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A semester in Rome

By Chris Murphy
Globe Staff / January 2, 2011

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Kimberly Nihon, who has traveled to England and France and has family in Belgium, is no stranger to Northern Europe. But for her study abroad program she chose something completely different: Rome, where the food, culture, and history have always fascinated her. Nihon, a junior at Stonehill College, selected John Cabot University, where she took classes in mythology, cognitive and social psychology, and figure drawing as she worked toward a degree in psychology and sociology. All classes at the American university are taught in English except Italian language class, where the professor uses as little English as possible. On weekends, Nihon traveled to Sorrento, Capri, Pompeii, Bologna, Florence, and Venice.

IN THE KITCHEN: “We are not all housed together but placed among native Romans. My apartment is shared with three other girls and it is quite tiny. There are 2 bedrooms, 1 bathroom, and 1 kitchen. There is no TV and no living room. Generally in Italy, the kitchen becomes the living room. It tends to be the place where everyone gathers.’’

WASH AND WEAR: “We were provided with a washing machine but no dryer. Most Romans air dry their clothes either on top of the apartment building on clothes lines or on drying racks often put out on their apartment balconies.’’

HEAD FIRST: “Generally I am not a picky eater and will try anything once. The only thing I find a tad bizarre is that with fish and shrimp and certain other seafood dishes, they tend to leave the heads of the animals on.’’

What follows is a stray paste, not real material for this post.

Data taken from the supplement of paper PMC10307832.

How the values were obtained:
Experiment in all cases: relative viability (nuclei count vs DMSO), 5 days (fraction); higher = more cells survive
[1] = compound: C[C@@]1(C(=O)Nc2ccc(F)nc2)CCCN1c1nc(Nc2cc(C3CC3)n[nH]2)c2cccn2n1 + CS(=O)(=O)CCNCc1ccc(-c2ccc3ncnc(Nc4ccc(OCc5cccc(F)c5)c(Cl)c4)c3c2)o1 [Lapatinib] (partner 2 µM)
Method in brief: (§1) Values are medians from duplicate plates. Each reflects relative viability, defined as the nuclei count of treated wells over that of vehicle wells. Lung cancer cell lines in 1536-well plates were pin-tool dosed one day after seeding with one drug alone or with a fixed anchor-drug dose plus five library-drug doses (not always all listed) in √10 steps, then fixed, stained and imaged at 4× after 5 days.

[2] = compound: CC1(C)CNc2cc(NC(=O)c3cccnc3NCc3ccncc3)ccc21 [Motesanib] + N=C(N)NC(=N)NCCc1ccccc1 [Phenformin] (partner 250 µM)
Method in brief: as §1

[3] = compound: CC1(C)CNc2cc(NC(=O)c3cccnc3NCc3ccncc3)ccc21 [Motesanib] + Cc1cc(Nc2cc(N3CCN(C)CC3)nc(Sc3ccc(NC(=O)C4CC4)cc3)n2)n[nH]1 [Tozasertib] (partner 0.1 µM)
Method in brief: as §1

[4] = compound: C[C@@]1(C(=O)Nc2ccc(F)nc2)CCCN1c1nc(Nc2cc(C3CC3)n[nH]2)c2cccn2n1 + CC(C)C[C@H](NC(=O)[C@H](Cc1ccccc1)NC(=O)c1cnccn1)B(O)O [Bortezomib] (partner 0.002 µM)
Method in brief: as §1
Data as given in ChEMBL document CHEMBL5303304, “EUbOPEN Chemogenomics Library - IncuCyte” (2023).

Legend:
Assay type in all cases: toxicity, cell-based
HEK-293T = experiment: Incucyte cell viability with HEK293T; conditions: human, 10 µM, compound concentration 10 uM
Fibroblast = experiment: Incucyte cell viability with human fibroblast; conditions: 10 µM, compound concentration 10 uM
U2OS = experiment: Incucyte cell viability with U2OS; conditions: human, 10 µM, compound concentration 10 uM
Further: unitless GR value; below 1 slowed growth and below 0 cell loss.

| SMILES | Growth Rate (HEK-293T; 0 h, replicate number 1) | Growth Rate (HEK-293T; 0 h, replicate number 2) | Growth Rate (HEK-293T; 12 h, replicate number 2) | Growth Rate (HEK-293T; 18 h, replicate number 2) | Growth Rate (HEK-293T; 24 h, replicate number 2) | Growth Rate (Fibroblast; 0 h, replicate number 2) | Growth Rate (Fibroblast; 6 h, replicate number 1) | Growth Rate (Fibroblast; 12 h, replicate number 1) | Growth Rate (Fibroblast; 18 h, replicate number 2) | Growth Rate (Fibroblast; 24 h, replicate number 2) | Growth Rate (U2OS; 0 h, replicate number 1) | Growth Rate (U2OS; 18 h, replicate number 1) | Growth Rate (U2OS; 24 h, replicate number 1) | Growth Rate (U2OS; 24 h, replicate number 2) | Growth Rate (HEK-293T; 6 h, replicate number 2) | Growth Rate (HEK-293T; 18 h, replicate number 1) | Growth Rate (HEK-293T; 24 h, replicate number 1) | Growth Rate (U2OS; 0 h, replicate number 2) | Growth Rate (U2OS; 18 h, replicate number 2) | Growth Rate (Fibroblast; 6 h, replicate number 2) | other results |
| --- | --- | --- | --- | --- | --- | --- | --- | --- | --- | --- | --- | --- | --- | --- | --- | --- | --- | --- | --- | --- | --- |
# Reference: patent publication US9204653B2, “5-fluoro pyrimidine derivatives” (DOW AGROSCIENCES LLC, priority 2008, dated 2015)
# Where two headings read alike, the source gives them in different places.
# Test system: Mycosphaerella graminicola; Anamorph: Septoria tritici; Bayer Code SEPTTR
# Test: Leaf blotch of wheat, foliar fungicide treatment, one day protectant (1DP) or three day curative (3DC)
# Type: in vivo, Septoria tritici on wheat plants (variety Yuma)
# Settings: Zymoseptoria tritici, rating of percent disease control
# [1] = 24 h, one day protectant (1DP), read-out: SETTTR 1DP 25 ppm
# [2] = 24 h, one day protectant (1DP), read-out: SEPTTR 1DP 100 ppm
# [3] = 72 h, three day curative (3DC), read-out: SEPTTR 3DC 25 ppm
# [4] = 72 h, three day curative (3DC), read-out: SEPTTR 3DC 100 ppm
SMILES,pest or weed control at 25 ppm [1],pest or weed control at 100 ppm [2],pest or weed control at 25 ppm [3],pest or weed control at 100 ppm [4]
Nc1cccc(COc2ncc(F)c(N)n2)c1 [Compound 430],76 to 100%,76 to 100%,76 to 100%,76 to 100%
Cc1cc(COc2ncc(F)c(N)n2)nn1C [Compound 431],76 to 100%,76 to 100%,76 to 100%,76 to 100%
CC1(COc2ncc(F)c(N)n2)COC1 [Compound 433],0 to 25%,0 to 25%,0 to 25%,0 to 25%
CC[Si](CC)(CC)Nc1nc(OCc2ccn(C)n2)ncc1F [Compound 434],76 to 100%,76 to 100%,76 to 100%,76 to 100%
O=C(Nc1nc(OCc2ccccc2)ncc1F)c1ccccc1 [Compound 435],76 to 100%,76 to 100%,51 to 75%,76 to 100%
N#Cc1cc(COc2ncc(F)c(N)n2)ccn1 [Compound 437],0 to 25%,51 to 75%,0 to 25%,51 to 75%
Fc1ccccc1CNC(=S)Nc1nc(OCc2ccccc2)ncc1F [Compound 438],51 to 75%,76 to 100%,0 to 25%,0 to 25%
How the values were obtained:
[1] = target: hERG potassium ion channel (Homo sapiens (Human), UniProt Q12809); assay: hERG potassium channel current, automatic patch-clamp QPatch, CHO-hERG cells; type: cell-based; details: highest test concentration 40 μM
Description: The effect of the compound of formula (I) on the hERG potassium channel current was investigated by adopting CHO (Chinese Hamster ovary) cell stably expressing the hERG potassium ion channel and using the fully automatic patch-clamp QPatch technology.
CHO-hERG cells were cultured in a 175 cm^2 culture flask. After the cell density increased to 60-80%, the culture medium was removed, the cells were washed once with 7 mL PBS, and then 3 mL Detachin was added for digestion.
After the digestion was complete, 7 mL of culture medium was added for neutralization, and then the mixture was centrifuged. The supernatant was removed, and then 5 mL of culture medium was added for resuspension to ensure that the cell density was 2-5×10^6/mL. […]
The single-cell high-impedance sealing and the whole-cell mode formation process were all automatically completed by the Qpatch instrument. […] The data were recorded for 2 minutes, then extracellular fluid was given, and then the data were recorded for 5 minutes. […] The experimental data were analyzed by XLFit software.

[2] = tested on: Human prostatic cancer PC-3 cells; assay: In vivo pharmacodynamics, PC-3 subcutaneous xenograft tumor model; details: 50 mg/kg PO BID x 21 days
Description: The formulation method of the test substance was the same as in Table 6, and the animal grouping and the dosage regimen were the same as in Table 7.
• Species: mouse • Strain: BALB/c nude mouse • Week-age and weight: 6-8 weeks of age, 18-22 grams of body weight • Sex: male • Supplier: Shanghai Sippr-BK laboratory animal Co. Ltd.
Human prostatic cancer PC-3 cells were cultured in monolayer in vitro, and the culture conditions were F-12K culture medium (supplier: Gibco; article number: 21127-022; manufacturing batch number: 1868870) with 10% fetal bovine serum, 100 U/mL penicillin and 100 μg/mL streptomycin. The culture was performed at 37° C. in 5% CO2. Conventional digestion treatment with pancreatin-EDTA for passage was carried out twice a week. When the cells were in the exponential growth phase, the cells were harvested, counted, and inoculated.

BACK TO BASICS: “The biggest challenge communicating has been everything for me. When I first came here I knew absolutely no Italian and I still don’t know very much except for the basics. It’s difficult but most of the time you can get by.’’

GREETINGS: “When saying hello it’s acceptable to use ‘ciao,’ however, if they are older you must use either ‘buongiorno’ (good day) or ‘buona sera’ (good evening). To say goodbye to someone around the same age you can also say ‘ciao’ but to say goodbye to someone older it is more socially acceptable to use ‘arrivederci.’ This bit of social etiquette reverts back to the old rule of formality and your elders.’’

YOU ARE HERE: “Occasionally traveling around can be daunting. It’s scary to not know the language and not know the area and have to find your way around. Through all of my travels I’ve found that as long as you are polite and friendly, many people will help you out if you need it, especially when trying to get directions somewhere.’’

CHRIS MURPHY